Sacred & Profane: A Call To A Life of Disruption.

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I woke early this morning, 4am to be exact. Lauren and Violet were still asleep less than a arms lengths away, and after a bit of tossing and turning, I decided to go ahead and make coffee and do some reading.

I have been plowing through some books that through the school year only allowed me to read a chapter here and there. Reading an entire book from start to finish is like listening to a vinyl record. It takes a conscious effort to skip around if one chooses, and while digital downloads are convenient something is just lost in the process. Maybe that’s why good albums from start to finish are a rare thing. Maybe books are the same way too.

When I read I pay attention to footnotes and references to other source material. Higher Ed has trained me to think in this manner. Usually, at a break in the story, I’ll do a quick search of an author or source material mentioned and distract myself usually longer than I intend. This morning I did just that and found a quote from one of my Wake Divinity professors talking about one of my favorite Christian anarchists.

While I’ll spare you the names and the backdrop, a statement was made of this individual saying they could “sanctify profanity like no one else.”

Sanctify profanity. I like the sound of that.

 It sounds like Church work to me. Hear me when I say “Church” work which shouldn’t be confused with “steeple” work. Steeples churches are institutions which, be they good or bad, will eventually become self-absorbed, self-preserving, and self-serving in some form or fashion. Sometimes it’s hard to see this, especially if the institution's ideology lines up closely with our own. Institutions are always looking for acolytes to carry their messages and purposefully initiate innovative conversions. Be they hate-filled messages laced with racial rhetoric of superiority or university mottos which implore one to bow before the academic throne, BOTH are done so to keep a self-focused creed moving along.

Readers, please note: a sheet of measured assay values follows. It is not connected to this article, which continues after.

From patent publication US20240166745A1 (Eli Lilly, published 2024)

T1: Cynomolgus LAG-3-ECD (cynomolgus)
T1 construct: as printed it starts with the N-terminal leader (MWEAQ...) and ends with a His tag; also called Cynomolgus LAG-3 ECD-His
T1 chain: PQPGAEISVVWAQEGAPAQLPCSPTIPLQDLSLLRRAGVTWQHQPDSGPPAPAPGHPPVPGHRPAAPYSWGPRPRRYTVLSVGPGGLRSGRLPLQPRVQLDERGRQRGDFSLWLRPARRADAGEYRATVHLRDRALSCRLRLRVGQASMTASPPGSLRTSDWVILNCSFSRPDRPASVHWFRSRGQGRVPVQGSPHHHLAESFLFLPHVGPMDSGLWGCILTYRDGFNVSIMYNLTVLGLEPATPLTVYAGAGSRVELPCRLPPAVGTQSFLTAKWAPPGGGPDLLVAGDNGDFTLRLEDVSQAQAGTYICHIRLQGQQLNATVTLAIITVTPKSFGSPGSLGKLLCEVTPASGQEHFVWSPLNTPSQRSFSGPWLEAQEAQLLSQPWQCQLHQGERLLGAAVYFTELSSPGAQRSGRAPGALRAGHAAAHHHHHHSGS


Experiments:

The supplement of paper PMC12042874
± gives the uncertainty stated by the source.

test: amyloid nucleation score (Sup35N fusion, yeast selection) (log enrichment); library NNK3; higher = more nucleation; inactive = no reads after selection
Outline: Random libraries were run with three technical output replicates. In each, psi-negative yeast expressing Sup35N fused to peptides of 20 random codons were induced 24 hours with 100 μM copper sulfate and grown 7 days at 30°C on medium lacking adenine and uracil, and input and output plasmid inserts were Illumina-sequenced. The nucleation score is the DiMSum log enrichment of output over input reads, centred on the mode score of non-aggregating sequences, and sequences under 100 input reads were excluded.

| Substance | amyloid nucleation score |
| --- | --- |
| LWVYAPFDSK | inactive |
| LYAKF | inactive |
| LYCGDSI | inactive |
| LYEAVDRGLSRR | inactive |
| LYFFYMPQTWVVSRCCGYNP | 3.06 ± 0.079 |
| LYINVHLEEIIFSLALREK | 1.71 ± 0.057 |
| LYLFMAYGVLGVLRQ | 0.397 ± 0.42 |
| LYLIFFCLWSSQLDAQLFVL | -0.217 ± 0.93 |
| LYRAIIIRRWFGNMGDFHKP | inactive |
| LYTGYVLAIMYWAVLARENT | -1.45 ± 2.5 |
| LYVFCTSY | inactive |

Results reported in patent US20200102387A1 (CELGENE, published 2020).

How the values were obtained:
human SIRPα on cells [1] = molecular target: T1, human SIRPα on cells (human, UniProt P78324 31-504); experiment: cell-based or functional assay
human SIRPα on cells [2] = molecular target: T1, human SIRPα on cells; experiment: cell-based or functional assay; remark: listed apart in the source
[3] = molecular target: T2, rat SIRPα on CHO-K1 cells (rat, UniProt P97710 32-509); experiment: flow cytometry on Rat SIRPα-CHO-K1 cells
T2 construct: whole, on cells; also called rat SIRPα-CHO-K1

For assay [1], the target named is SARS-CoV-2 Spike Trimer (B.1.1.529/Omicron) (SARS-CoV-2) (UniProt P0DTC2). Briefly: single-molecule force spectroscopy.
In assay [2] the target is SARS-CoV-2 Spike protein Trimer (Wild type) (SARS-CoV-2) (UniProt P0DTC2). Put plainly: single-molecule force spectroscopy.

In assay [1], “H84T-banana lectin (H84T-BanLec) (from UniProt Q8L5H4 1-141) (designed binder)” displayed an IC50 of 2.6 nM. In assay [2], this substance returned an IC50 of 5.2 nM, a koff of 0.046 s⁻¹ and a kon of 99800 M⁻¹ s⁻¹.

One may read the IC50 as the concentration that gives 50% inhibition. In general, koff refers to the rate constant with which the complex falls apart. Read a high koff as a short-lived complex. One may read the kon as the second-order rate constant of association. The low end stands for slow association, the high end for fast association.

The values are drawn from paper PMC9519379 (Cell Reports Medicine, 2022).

The Church Jesus spoke of in Matthew Chapter 16 is far removed from “steeple works.” Yet Church, instead of engaging creation and acknowledging ALL HAVE been reconciled through the incarnated Christ, we erect steeples…Instead of seeing and affirming that Christ has already sanctified all which is profane, we substituted divine reconciliation for a structure of dogmatic beliefs. A swing and a miss. If the definition of sin is to “miss the mark,” then I think it’s safe to say the institutional church has, and is, sinning.

For those that know me and know I work within the institutional church, let me be quick to say I confess and see the “beam in my own eye” (Matt. 7:5) as a problem that needs correcting. Now to try and think I could simply fix the issue would perpetuate what Baptist have been doing since their emergence; splitting while still producing the same result. I do not wish to fabricate another “steeple,” because that’s what happens when we think “if we just did it this way it would be better.” I’m taking a different approach and it’s the only one I feel somewhat qualified to perform; to work on the fringe while simultaneously being a "detached voice, offering criticism that is provocative yet rarely heeded."* This means steeple churches need a Minister of Disruption so to speak. Someone to call them back to the Church of a 1st century Galilean. One who has, and is continuing, to sanctify the profane.

 That is the message of reconciliation. That is the message of the Church. That is the Gospel.

*Will Campbell: Radical Prophet of the South, Merrill M. Hawkins, Jr.